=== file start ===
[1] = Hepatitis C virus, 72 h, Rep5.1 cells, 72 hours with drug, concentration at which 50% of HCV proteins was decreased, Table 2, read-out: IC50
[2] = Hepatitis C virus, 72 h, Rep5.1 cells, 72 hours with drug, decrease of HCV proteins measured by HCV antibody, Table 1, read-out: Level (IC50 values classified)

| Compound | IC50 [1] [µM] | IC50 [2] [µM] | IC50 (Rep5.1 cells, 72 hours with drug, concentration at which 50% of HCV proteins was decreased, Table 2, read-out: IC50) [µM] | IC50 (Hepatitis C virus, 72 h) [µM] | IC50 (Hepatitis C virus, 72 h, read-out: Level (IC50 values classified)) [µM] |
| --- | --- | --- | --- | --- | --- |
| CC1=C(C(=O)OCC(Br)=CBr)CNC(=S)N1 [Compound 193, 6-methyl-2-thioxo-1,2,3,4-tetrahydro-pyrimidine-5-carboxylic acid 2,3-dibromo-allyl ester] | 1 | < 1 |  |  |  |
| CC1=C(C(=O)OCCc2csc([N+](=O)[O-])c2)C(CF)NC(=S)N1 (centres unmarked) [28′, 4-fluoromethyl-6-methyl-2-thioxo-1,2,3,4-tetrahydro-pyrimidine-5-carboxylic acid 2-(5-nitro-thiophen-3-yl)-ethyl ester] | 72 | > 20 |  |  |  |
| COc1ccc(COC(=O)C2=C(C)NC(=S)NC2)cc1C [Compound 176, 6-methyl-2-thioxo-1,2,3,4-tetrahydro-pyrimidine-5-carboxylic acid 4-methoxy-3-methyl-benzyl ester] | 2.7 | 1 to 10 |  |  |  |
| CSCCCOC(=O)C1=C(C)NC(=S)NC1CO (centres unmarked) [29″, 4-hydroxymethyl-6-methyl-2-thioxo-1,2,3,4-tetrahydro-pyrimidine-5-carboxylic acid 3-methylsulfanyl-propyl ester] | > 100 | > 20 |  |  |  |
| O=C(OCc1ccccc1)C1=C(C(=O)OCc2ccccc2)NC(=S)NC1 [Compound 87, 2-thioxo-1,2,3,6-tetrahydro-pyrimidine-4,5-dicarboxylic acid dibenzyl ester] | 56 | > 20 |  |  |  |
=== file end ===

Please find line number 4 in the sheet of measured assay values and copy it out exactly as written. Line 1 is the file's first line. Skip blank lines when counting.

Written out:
| --- | --- | --- | --- | --- | --- |